The take home message is this: volume works, but quality works better. The more you can work on weaker fielding areas to bring them up, the more games you win.


Winning limited over games seems simple, but it takes a lot of skill to be one of the best at simple things. Work on:

  1. Intent to score from more balls
  2. Ability to bowl dots
  3. Fielding skills

All these elements can be improved with the right attitude, and when you get them right you win matches. The proof has been shown this year.

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Cricket Show S7 Episode 32: Spinners and Statistics

Sam Lavery, Mark Garaway and David Hinchliffe get together for cricket coaching conversations. The show this week starts with a conversation about coaching spinners, off the back of an interview with former England spinner Ashley Giles.

There are some ideas for ways to play at trials, and then a long conversation around the use of statistics and analysis in club and school cricket. Questions fielded by Tony in a recent article are discussed in detail.


Have a listen whether you are a stats geek or avoid them like the plague.

How to Send in Your Questions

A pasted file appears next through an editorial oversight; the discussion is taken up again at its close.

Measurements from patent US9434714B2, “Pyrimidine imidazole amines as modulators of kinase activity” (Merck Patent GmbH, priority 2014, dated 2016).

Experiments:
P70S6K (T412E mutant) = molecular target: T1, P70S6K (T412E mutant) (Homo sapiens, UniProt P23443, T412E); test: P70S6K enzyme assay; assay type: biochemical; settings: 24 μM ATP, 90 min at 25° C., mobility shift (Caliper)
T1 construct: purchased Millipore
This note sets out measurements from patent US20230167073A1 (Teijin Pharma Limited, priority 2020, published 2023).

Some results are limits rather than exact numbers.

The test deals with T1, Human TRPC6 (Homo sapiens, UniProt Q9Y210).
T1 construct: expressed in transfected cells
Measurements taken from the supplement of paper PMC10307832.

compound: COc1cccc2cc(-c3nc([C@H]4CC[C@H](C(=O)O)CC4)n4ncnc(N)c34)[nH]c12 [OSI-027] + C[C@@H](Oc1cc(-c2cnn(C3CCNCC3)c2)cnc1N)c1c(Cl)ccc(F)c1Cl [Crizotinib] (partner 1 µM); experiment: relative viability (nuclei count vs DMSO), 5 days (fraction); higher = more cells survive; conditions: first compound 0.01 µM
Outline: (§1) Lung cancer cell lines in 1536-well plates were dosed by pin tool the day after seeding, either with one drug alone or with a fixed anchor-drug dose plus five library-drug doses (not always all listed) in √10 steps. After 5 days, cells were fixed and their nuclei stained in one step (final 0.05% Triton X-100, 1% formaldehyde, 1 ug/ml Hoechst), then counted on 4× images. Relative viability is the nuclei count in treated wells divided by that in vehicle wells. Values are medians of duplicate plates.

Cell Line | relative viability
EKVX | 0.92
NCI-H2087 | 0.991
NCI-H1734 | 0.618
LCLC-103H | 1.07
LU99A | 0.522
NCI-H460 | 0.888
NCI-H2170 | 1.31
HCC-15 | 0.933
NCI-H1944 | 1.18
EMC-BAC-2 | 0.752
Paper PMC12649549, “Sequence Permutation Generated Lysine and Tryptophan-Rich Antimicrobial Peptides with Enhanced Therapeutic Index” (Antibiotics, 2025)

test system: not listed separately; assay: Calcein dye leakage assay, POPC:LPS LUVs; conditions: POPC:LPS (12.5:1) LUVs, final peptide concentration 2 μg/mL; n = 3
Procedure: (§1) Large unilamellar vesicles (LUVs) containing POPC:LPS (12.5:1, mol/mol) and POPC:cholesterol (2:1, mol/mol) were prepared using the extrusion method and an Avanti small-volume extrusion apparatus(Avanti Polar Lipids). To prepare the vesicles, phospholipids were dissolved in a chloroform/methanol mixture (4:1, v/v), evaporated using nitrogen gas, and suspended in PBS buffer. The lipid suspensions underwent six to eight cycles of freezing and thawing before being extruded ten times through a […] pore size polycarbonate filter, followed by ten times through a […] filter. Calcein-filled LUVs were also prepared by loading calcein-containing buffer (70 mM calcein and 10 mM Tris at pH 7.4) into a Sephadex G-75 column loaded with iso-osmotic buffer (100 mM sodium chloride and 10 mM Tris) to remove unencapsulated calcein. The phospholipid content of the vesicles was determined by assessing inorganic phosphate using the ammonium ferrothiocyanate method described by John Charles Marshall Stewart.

If you want to win a cricket coaching prize, you need to send in your burning questions to the show. If your question is the best one we give you a free online cricket coaching course!

Send in your questions via: - email - twitter - Facebook - Google+

Or you can call and leave your question on the Academy voice mail:

  • +44 (0)203 239 7543
  • +61 (02) 8005 7925

How to Listen to the Show

Just click the "play" button at the top of the show notes.

Or, the show comes out every Friday and you can listen to it on your phone or tablet every week automatically. Simply choose your favourite podcast player and do a search for the show:

Or subscribe manually with the RSS feed. Right click here, copy the link and paste it into the appropriate place for adding new feeds in your podcast subscription software or RSS reader.

You can also download this show onto your computer by clicking the play button at the top of the article, or clicking on the mp3 to download.


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Chase Totals with the Skill of Eion Morgan's England ODI Team

If chasing totals is an art then setting totals is a skill.

Take Singles to Spin Like Kohli with These Drills

Have you ever wondered how the best players of spin seem to score off almost every ball that they face?

Players such as AB DeVilliers, Virat Kohli and Hashim Amla rarely face two balls in a row unless they score a boundary. The board keeps ticking over with little or no risk.


About PitchVision Academy

Welcome to this week's guide to playing and coaching better cricket.

I'm David Hinchliffe and I'm Director of the PitchVision Academy team. With this newsletter you are benefitting directly from over 25 Academy coaches. Our skills include international runs and wickets, first-class coaching, cutting-edge research and real-life playing experience.


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Issue: 427
Date: 2016-09-02